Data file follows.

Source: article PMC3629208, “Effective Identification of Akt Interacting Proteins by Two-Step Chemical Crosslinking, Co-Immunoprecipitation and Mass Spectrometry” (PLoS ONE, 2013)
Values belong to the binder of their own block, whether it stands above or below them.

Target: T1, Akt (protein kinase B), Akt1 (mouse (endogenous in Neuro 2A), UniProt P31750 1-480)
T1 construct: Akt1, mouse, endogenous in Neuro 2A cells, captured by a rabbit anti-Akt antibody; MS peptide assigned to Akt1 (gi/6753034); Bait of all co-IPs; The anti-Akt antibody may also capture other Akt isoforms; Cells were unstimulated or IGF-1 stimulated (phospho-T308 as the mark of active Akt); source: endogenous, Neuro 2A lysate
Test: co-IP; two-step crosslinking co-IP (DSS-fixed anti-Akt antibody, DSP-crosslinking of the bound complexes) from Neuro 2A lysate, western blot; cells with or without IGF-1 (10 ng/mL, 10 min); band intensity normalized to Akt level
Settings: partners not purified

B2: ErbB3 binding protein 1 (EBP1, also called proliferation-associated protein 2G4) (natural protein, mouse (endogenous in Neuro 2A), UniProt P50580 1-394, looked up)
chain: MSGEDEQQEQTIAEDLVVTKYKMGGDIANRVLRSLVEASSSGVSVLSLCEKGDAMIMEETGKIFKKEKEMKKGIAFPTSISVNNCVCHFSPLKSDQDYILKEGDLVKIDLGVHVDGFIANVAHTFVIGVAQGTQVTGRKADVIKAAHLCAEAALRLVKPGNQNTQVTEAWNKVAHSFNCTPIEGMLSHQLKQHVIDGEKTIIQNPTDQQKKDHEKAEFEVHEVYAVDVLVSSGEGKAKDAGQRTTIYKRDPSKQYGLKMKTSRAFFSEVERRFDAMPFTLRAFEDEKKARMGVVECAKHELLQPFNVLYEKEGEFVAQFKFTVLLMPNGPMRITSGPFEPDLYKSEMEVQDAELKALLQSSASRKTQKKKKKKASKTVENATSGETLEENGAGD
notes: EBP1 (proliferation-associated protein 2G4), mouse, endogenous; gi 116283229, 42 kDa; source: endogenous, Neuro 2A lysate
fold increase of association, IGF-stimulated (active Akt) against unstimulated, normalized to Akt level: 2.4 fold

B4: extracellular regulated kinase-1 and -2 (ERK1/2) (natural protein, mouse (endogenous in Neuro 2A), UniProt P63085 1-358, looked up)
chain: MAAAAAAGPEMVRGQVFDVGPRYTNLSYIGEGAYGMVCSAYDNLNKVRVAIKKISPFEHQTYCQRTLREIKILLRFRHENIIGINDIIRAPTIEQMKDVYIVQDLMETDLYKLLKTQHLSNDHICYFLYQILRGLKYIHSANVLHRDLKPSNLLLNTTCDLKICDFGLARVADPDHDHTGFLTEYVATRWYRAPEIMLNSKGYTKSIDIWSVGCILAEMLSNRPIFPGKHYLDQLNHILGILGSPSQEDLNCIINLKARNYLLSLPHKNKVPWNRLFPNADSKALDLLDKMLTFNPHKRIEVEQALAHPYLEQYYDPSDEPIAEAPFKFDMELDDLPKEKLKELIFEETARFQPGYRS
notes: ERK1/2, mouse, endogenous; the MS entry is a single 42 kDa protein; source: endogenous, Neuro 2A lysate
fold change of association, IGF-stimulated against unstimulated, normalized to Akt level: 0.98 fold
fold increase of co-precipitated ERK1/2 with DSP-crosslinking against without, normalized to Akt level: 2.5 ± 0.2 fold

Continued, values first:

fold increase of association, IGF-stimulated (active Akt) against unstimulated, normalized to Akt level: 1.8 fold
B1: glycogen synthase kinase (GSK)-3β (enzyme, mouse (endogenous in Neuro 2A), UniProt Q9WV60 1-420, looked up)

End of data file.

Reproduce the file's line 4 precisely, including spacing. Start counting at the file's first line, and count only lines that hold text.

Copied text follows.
T1 construct: Akt1, mouse, endogenous in Neuro 2A cells, captured by a rabbit anti-Akt antibody; MS peptide assigned to Akt1 (gi/6753034); Bait of all co-IPs; The anti-Akt antibody may also capture other Akt isoforms; Cells were unstimulated or IGF-1 stimulated (phospho-T308 as the mark of active Akt); source: endogenous, Neuro 2A lysate